“in What Ways Did the Ideas and Values Held by the Puritans Influence the Political, Economic, and Social Development of the New England Colonies from 1630 Through the 1660’s?”

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In the 1630's and the 1640's, the Puritans traveled to the colonies to detach from their opinion of a convoluted Church of England. They set up towns and started new lives that were all based on their idea of a pure religion. The Puritan's definition of a pure religion did not include many of the ideas of the Church of England. They built the colonies and made a system based upon the idea that God was the most important aspect of life. Puritan ideas and values influenced the political, economic, and social development of the New England colonies from 1630 through the 1660’s by spreading their beliefs into every facet of daily life. Politically their ideas regarding what was considered sinful behavior and how power was separated among the…show more content…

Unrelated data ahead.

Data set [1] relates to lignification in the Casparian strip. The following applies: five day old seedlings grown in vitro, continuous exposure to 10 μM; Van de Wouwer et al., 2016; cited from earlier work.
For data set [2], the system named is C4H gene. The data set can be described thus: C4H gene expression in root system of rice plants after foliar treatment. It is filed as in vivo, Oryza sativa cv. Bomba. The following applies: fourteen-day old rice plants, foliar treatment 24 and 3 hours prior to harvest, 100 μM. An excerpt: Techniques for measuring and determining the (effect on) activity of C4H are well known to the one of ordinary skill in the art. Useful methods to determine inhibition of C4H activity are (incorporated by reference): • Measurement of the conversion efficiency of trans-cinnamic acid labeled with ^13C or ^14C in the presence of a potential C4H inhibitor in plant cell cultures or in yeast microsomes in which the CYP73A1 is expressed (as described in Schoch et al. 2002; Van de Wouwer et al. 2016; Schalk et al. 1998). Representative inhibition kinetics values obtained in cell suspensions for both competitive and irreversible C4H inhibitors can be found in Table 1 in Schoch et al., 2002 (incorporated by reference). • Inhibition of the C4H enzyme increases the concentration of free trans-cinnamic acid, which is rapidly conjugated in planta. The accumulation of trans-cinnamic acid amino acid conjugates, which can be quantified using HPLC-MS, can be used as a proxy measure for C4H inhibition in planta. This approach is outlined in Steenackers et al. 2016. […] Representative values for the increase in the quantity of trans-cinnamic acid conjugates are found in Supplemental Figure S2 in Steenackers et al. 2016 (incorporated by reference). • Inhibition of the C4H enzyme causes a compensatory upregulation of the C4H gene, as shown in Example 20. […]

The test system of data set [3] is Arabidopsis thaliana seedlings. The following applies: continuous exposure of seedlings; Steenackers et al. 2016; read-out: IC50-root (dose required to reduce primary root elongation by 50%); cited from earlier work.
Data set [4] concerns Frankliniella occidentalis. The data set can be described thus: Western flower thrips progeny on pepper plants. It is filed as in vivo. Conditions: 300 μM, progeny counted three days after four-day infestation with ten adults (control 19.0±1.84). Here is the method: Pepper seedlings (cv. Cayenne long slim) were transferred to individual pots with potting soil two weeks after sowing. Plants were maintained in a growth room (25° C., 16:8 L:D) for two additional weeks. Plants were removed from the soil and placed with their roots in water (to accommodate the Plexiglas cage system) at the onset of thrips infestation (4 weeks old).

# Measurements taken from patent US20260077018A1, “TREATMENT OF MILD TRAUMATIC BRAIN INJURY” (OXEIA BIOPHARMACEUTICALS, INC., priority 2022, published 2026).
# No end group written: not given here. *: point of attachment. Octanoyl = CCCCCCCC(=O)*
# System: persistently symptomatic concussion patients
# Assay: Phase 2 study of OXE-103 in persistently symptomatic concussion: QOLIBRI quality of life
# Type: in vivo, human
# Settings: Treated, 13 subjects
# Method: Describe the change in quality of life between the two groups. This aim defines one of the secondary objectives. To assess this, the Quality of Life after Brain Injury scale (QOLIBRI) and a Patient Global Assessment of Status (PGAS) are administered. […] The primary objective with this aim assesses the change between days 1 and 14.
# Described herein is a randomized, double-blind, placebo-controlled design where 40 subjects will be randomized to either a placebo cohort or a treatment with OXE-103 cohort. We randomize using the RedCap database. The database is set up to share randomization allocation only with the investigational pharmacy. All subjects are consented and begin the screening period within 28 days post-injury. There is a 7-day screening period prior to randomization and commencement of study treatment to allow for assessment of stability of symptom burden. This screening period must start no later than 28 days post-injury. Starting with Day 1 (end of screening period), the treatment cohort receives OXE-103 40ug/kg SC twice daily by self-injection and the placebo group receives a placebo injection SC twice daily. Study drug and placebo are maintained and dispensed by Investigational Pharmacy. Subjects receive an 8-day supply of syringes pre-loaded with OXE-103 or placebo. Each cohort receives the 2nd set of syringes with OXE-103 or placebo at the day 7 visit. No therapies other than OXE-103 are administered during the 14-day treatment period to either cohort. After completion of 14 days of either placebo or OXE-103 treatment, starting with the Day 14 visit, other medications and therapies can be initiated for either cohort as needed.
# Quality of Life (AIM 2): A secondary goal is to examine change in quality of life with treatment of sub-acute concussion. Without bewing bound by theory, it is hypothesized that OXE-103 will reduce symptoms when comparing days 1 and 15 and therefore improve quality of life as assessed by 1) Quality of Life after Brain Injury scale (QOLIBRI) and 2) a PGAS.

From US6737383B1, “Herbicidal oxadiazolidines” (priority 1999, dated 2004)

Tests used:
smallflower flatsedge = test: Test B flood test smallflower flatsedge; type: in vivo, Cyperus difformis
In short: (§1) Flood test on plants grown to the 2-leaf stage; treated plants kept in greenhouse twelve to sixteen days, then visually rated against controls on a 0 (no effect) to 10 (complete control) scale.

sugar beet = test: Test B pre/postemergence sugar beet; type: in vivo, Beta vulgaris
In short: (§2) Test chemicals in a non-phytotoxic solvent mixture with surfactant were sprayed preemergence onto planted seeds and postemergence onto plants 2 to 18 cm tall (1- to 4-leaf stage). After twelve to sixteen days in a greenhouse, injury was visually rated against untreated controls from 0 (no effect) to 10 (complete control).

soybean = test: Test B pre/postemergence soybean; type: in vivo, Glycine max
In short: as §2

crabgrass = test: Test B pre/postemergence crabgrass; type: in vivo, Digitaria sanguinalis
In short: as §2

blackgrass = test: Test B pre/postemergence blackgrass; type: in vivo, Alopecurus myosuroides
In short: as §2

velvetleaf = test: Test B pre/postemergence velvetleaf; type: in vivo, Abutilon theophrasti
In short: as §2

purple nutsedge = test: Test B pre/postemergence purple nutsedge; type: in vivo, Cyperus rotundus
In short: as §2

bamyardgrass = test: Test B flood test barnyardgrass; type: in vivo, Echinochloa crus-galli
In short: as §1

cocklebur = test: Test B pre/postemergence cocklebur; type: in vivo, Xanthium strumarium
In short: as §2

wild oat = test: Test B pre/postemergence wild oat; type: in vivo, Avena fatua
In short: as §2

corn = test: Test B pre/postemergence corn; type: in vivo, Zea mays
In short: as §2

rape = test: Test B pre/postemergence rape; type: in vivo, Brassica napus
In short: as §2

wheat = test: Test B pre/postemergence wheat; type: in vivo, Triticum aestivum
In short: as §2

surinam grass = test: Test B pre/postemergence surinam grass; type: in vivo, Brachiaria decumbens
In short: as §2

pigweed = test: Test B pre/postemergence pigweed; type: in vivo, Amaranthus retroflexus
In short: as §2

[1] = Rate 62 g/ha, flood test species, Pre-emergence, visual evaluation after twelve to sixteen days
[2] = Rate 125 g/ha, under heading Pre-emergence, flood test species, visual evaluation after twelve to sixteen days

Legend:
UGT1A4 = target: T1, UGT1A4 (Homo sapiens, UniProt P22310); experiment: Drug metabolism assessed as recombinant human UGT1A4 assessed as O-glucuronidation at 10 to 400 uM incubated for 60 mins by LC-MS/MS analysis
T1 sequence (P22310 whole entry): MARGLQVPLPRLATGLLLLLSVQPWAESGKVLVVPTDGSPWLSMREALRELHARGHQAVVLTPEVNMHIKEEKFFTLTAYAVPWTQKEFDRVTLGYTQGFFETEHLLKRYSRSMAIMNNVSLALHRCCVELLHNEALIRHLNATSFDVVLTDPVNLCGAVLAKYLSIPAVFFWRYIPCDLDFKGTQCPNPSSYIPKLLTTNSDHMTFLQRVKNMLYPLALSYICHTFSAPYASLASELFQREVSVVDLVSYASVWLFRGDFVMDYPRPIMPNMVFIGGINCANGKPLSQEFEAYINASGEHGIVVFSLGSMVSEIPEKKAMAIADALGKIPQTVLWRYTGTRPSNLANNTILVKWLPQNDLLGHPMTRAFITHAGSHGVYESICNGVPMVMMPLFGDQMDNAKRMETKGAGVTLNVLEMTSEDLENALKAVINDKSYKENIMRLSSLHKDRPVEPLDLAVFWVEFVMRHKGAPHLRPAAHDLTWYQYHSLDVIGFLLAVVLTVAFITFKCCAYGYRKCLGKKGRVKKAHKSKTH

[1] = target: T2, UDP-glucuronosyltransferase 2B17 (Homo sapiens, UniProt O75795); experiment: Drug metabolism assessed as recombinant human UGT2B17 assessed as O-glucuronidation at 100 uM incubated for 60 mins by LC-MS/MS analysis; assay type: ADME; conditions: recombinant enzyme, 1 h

In New England, the Puritans had a strong belief in frugality, believing money spent on entertainment or anything unprofitable was wasted. This directly affected the economy because of the large population of Puritans in New England; they were constantly working and rarely rested. Their work ethic influenced other groups in the area because they had to keep up with the business that the Puritans were doing. In Document I, Robert Keayne writes “…many spare hours to spend unprofitably away or to refreshe myself with recreations…but have rather stuyded and endeavored to redeeme my time as a thing most deare and precious to me…” This excerpt shows how a Puritan would do business. The Puritans made very humble livings in the early days of America. They typically made livings by being farmers and ministers. Others were merchants and sold goods. The merchants were the wealthier of the puritan people. Many of the women in Puritan society helped to make a living in society by creating clothing and food to sell to other villagers. The Puritans also believed that New England was not a place of trade but of religion, as mentioned in Document J, “…never to be forgotten that New England is originally a plantation of religion not a plantation of trade.” This affected the economy because many of the Puritans lived as God would have wanted them to, thus changing the benefit of working for money to the betterment of the whole community. Many of the Puritans living in New

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